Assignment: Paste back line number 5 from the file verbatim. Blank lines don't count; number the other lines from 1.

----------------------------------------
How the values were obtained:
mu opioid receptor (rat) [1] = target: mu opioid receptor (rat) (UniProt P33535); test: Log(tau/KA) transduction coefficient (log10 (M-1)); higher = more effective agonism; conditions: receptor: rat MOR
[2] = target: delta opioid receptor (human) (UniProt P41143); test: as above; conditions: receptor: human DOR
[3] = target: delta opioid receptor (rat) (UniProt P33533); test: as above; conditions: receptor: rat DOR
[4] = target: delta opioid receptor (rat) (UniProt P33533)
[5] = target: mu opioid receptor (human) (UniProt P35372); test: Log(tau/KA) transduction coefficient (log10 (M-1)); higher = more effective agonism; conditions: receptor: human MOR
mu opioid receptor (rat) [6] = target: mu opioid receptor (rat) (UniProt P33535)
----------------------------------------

[4] = target: delta opioid receptor (rat) (UniProt P33533)